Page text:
The Samsung Galaxy Note 4 has been hailed as the phablet with the class-leading screen and display with the best implementation of a stylus. Our resident geeks on What Mobile put the claims to the test
Sometimes Samsung doesn’t get the credit it deserves. Fans gush over Apple’s ability to create new product categories overnight, yet its South Korean rival created what is arguably one of the most popular today: the “phablet”.
For the uninitiated, the phablet is the tag given to any phone so large that you might as well stop bothering to use your tablet. When Samsung unveiled the first Galaxy Note, many people dismissed it as an oversized Dom Joly-esque novelty. Yet here we are, reviewing Samsung’s fourth iteration of the Note. And it’s better than ever. It even stands up to a major contender in the shape of the massive iPhone 6 Plus – Apple’s first foray into phablet territory.
The Samsung Galaxy Note 4 barely strays from the formula. In fact, there’s very little different here from the design of the Samsung Galaxy Note 3, but that’s okay because its predecessor was one of the best phones of 2013.
Some readers will be relieved to see Samsung calling a ceasefire in the screen-size arms race. At 153.5 x 78.6 x 8.5mm, the Note 4 is only a few millimetres taller than its predecessor, with an almost identical screen and front face. You’d struggle to spot the difference.
Pick up the handset and you’ll immediately feel one change though: its body. While it tips the scales at only 176g, Samsung has finally swapped out the cheap plastic frame for a metal one.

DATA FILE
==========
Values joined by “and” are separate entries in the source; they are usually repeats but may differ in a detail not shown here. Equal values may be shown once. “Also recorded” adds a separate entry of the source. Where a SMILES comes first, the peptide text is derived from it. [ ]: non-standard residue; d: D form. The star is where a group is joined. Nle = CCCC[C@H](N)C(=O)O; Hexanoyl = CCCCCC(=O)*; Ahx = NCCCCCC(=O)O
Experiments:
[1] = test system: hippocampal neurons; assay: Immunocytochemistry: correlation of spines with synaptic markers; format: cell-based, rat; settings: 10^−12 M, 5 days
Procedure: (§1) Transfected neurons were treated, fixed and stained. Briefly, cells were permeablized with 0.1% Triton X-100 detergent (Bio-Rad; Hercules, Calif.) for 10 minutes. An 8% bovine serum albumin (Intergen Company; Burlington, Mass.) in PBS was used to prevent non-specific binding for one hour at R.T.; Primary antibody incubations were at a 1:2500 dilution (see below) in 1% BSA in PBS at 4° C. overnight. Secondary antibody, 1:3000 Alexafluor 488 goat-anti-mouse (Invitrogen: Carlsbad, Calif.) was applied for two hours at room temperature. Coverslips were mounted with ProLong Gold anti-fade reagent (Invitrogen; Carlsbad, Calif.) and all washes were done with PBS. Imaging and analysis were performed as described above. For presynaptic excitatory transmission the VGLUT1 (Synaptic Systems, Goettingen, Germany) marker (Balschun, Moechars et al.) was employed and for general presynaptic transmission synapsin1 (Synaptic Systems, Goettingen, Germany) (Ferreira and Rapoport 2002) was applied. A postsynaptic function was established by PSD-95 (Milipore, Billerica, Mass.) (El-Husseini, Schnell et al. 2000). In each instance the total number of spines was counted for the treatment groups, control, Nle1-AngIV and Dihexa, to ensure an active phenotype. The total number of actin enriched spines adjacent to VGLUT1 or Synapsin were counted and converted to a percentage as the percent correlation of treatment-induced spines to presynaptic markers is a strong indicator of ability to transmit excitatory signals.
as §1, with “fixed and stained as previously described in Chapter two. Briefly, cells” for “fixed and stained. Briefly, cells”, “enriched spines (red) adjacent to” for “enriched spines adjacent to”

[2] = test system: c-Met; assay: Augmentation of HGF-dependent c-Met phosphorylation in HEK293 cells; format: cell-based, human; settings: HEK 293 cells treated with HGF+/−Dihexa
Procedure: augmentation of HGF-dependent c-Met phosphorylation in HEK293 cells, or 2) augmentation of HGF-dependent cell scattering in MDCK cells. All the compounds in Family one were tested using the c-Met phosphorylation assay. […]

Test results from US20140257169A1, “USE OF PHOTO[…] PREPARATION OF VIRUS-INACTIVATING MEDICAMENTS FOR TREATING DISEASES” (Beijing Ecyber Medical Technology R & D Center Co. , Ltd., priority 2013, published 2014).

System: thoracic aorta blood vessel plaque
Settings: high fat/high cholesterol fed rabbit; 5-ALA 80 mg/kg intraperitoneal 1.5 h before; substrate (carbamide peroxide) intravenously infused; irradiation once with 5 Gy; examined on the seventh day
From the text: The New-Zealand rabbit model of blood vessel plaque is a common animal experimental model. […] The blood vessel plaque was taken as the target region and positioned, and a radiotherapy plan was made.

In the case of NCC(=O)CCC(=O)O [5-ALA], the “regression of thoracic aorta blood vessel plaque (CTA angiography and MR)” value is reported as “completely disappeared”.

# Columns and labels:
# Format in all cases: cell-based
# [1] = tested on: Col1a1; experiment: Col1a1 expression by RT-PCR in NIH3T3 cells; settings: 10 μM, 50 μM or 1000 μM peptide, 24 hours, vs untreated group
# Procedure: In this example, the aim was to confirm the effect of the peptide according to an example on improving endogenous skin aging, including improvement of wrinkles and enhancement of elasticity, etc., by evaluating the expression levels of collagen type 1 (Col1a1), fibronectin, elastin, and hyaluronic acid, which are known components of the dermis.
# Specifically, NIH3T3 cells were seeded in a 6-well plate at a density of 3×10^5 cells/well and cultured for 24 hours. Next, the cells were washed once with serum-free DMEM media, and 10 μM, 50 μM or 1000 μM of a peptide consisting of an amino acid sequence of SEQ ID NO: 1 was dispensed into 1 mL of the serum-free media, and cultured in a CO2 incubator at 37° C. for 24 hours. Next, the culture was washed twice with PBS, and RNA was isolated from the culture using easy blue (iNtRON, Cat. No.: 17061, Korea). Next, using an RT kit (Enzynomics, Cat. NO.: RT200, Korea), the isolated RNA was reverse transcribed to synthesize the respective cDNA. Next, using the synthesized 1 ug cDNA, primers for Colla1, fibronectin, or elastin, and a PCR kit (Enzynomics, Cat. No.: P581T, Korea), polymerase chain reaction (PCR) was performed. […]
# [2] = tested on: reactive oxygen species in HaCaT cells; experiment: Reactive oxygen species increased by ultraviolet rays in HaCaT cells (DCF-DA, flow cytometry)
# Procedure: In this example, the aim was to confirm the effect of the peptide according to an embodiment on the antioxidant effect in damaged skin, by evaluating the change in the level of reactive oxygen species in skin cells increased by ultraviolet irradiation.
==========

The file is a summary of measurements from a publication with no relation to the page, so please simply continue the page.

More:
It feels just as manageable – the power button remains in place on the right hand side – but much more premium. It’s a welcome move, and the slightly curved profile adds to the aesthetic.
Once again letting the side down, however, is Samsung’s horrible faux leather rear cover. It certainly provides grip, but it looks like a sofa the singer in an Abba tribute act might own –the white version particularly. It isn’t as awful an eyesore as Apple’s gold iPhone 6, but the full metal jacket of the regular iPhone 6 Plus wins on style.
We’d strongly suggest switching the back cover for one of Samsung’s folio cases, which activate the screen when you flip the front cover open.
On the plus side, the rear is at least removable, so you have access to a microSD slot for storage expansion, the battery, if you eventually need to replace it, and the SIM card slot.
There’s even a heart-rate sensor. That’s right, a heart-rate sensor. Put your finger on it and the S Health app can give you a reading. It’s a nice option to have, though Samsung’s other hardware addition, a fingerprint scanner, is something of a flop. We’re of the view that for fingerprint security to be faster than a PIN code, it has to work every time, or why bother? Apple’s Touch ID gets it right, but the ‘swipe to unlock’ tech inside the Note 4 is unreliable. As a result, you’re unlikely to use it.
Of course, a well-built phablet should be all about the screen, and here Samsung delivers. The 5.7-inch 2K – or Quad HD, four times more pixels than a 720p HD screen – display is one of the best we’ve seen on a mobile, matched only by the likes of LG’s powerful G3. It’s pin-sharp, but importantly for a Super AMOLED display, not overly saturated, meaning photos look naturalistic rather than covered in tie dye.
At almost half a foot long, that screen size might sound daunting, especially if you’re used to an iPhone 4s or older handset. But it’s important to stress just how manageable the device is, provided you’re the type of person who doesn’t make too many phone calls. It fits in your pocket and you can type one handed.
The only thing you probably can’t do is reach the top control bar on the web browser one-handed when held in portrait mode, but that’s a small price to pay for something almost as big and even more powerful than a chunky tablet. Watch a movie on the Note 4 and, believe us, you’ll never again settle for in-flight entertainment on your travels.
Full article in Mobile News issue 581 (February 2, 2015).
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